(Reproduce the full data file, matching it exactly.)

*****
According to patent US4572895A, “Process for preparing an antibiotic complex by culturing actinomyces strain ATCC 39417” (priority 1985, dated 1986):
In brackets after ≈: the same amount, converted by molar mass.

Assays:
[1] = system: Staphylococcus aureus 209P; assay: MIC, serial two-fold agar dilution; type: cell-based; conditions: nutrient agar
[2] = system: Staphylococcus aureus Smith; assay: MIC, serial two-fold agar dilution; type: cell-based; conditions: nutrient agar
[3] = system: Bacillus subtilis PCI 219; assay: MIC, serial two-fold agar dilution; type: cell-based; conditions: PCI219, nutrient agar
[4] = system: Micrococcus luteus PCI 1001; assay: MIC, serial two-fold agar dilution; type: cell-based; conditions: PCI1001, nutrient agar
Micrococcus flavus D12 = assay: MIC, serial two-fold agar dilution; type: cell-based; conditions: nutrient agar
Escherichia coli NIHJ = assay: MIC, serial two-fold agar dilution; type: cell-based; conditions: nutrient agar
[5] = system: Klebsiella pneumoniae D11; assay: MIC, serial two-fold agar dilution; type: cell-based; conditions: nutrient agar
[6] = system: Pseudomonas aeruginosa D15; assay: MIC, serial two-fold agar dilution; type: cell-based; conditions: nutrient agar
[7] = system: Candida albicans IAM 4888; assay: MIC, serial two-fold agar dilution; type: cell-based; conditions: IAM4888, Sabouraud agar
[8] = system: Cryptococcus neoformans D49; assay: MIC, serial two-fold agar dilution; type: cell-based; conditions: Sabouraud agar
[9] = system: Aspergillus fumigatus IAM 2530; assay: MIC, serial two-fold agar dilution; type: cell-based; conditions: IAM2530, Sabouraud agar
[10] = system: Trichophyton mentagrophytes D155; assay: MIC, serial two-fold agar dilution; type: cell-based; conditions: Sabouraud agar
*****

According to patent US4572895A, “Process for preparing an antibiotic complex by culturing actinomyces strain ATCC 39417” (priority 1985, dated 1986):
In brackets after ≈: the same amount, converted by molar mass.

Assays:
[1] = system: Staphylococcus aureus 209P; assay: MIC, serial two-fold agar dilution; type: cell-based; conditions: nutrient agar
[2] = system: Staphylococcus aureus Smith; assay: MIC, serial two-fold agar dilution; type: cell-based; conditions: nutrient agar
[3] = system: Bacillus subtilis PCI 219; assay: MIC, serial two-fold agar dilution; type: cell-based; conditions: PCI219, nutrient agar
[4] = system: Micrococcus luteus PCI 1001; assay: MIC, serial two-fold agar dilution; type: cell-based; conditions: PCI1001, nutrient agar
Micrococcus flavus D12 = assay: MIC, serial two-fold agar dilution; type: cell-based; conditions: nutrient agar
Escherichia coli NIHJ = assay: MIC, serial two-fold agar dilution; type: cell-based; conditions: nutrient agar
[5] = system: Klebsiella pneumoniae D11; assay: MIC, serial two-fold agar dilution; type: cell-based; conditions: nutrient agar
[6] = system: Pseudomonas aeruginosa D15; assay: MIC, serial two-fold agar dilution; type: cell-based; conditions: nutrient agar
[7] = system: Candida albicans IAM 4888; assay: MIC, serial two-fold agar dilution; type: cell-based; conditions: IAM4888, Sabouraud agar
[8] = system: Cryptococcus neoformans D49; assay: MIC, serial two-fold agar dilution; type: cell-based; conditions: Sabouraud agar
[9] = system: Aspergillus fumigatus IAM 2530; assay: MIC, serial two-fold agar dilution; type: cell-based; conditions: IAM2530, Sabouraud agar
[10] = system: Trichophyton mentagrophytes D155; assay: MIC, serial two-fold agar dilution; type: cell-based; conditions: Sabouraud agar